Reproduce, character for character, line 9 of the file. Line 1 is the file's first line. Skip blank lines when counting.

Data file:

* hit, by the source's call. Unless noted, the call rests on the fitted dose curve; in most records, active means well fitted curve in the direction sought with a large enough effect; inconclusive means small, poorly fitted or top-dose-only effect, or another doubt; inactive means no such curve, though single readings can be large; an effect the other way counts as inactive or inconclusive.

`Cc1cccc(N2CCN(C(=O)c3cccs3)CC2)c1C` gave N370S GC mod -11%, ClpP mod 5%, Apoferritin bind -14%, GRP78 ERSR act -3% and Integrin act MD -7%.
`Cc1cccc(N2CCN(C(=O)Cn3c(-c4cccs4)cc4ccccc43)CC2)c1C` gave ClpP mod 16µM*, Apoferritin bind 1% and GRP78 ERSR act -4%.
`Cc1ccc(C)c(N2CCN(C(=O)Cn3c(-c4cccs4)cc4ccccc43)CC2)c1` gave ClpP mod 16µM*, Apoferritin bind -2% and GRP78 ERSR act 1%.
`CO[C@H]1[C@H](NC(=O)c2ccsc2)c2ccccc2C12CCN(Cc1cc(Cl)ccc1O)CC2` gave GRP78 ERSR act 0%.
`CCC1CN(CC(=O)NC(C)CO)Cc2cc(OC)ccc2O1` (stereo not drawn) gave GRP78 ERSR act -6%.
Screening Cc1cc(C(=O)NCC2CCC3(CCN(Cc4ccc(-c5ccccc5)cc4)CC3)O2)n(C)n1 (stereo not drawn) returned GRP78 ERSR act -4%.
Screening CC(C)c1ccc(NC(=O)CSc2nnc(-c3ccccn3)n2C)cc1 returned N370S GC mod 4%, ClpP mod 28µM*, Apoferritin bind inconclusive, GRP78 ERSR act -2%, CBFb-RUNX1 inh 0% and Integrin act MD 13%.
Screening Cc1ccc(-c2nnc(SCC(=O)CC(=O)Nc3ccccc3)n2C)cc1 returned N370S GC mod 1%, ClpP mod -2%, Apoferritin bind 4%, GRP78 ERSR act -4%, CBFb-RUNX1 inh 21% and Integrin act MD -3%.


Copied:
Screening Cc1ccc(-c2nnc(SCC(=O)CC(=O)Nc3ccccc3)n2C)cc1 returned N370S GC mod 1%, ClpP mod -2%, Apoferritin bind 4%, GRP78 ERSR act -4%, CBFb-RUNX1 inh 21% and Integrin act MD -3%.